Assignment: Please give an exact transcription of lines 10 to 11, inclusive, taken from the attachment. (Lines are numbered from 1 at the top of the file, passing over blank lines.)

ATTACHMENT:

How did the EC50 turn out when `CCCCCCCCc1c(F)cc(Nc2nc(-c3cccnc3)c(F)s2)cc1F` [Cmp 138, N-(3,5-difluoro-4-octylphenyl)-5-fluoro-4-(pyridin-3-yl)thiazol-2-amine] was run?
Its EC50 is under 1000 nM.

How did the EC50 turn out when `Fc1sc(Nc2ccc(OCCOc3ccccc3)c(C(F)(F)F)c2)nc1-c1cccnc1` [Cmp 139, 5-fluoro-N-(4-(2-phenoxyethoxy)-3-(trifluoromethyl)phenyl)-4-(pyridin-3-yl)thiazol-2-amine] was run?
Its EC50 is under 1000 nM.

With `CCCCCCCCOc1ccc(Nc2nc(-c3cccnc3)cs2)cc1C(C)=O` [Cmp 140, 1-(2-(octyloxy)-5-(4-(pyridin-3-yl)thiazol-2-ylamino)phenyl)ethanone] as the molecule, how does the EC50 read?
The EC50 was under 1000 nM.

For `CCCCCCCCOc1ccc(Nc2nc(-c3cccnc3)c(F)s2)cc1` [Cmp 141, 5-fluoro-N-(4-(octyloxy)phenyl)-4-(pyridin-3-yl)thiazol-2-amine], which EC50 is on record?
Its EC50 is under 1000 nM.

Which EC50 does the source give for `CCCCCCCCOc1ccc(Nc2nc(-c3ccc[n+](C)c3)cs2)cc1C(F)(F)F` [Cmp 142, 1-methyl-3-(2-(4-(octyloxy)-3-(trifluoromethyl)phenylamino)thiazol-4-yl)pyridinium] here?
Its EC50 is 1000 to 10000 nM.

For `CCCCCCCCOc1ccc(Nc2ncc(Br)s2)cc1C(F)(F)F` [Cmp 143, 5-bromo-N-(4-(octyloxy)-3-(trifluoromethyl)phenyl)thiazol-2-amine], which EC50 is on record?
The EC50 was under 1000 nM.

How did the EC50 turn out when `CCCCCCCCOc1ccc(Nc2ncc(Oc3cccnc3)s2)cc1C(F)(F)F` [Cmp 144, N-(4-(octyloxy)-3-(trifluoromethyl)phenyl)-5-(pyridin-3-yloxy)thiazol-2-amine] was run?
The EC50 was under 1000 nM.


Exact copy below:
Its EC50 is 1000 to 10000 nM.

For `CCCCCCCCOc1ccc(Nc2ncc(Br)s2)cc1C(F)(F)F` [Cmp 143, 5-bromo-N-(4-(octyloxy)-3-(trifluoromethyl)phenyl)thiazol-2-amine], which EC50 is on record?